la anunciaron, también, a una voz.

III Verse

Con su influjo los pueblos despiertan
y cual rayo corrió la opinión;
desde el istmo a las tierras del fuego,
desde el fuego a la helada región.
Todos juran romper el enlace
que Natura a ambos mundos negó,
y quebrar ese cetro que España
reclinaba orgullosa en los dos.

IV Verse

Lima cumple ese voto solemne,
y, severa, su enojo mostró,
al tirano impotente lanzando,
que intentaba alargar su opresión.
A su esfuerzo saltaron los grillos
y los surcos que en sí reparó,
le atizaron el odio y venganza
que heredara de su Inca y Señor.

V Verse

Compatriotas, no más verla esclava.
Si humillada tres siglos gimió,
para siempre jurémosla libre,
manteniendo su propio esplendor.
Nuestros brazos, hasta hoy desarmados
estén siempre cebando el cañón,
que algún día las playas de Iberia
sentirán de su estruendo el terror.

VI (Former fifth verse)

Excitemos los celos de España
pues presiente con mengua y furor
que en concurso de grandes naciones
nuestra patria entrará en parangón.
En la lista que de éstas se forme
llenaremos primero el reglón
que el tirano ambicioso Iberino,
que la América toda asoló.

VII (Present Official sung verse)

En su cima los Andes sostengan
la bandera o pendón bicolor,
que a los siglos anuncie el esfuerzo
que ser libres, que ser libres
que ser libres por siempre nos dio.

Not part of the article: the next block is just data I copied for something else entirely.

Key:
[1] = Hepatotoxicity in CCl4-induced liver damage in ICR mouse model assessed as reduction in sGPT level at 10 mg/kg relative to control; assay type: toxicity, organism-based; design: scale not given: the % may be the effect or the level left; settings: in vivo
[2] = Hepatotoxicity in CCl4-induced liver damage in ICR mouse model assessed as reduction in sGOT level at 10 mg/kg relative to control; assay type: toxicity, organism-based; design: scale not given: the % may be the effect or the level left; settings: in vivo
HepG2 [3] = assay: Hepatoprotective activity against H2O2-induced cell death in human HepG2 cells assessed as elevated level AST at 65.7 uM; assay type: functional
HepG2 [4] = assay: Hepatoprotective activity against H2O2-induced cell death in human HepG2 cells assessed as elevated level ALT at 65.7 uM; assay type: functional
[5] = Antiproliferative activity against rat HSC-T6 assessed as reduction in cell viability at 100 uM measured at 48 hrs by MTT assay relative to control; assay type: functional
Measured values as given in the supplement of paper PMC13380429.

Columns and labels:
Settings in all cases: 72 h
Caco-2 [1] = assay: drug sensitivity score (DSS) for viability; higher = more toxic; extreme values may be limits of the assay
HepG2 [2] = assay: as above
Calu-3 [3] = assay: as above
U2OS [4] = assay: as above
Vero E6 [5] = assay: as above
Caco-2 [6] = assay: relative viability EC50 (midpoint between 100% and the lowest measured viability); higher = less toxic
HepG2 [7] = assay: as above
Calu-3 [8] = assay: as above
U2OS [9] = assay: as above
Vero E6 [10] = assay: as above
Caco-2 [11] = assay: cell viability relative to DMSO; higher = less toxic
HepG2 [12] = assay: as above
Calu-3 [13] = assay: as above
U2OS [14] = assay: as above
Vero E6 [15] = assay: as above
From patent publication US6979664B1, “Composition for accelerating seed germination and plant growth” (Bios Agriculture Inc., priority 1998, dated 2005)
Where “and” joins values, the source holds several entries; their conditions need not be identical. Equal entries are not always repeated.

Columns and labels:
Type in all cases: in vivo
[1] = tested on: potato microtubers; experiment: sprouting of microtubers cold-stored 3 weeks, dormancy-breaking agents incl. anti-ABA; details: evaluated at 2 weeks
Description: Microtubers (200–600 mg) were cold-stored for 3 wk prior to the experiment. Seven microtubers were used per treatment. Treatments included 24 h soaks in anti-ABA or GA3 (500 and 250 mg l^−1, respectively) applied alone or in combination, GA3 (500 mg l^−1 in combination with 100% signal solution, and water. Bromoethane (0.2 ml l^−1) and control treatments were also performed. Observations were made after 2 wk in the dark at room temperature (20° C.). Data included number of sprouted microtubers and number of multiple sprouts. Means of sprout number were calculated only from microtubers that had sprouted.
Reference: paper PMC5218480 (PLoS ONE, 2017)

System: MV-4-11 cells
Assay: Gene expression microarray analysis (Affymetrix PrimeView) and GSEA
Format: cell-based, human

A su sombra vivamos tranquilos,
y al nacer por sus cumbres el sol,
renovemos el gran juramento
que rendimos, que rendimos
que rendimos al Dios de Jacob,
que rendimos al Dios de Jacob,
al Dios del Jacob...

English translation


We are free!
May we always be so, may we always be so!
and let the lights be denied before
the lights, the lights...of the sun!
Before we break the solemn vow
which the fatherland elevated to the Eternal,
Before we break the solemn vow
which the fatherland elevated to the Eternal.
Before we break the solemn vow
which the fatherland elevated to the Eternal.

I (former official sung verse)

For a long time the oppressed Peruvian
the ominous chain he dragged
Condemned to a cruel servitude
for a long time, for a long time
for a long time he quietly moaned
But as soon as the sacred cry
Freedom! in its coasts was heard
the slaves' indolence shakes
the humiliated, the humiliated,
the humiliated neck raised up,
the humiliated neck raised up, neck raised up...

II Verse

Now the roar of rough chains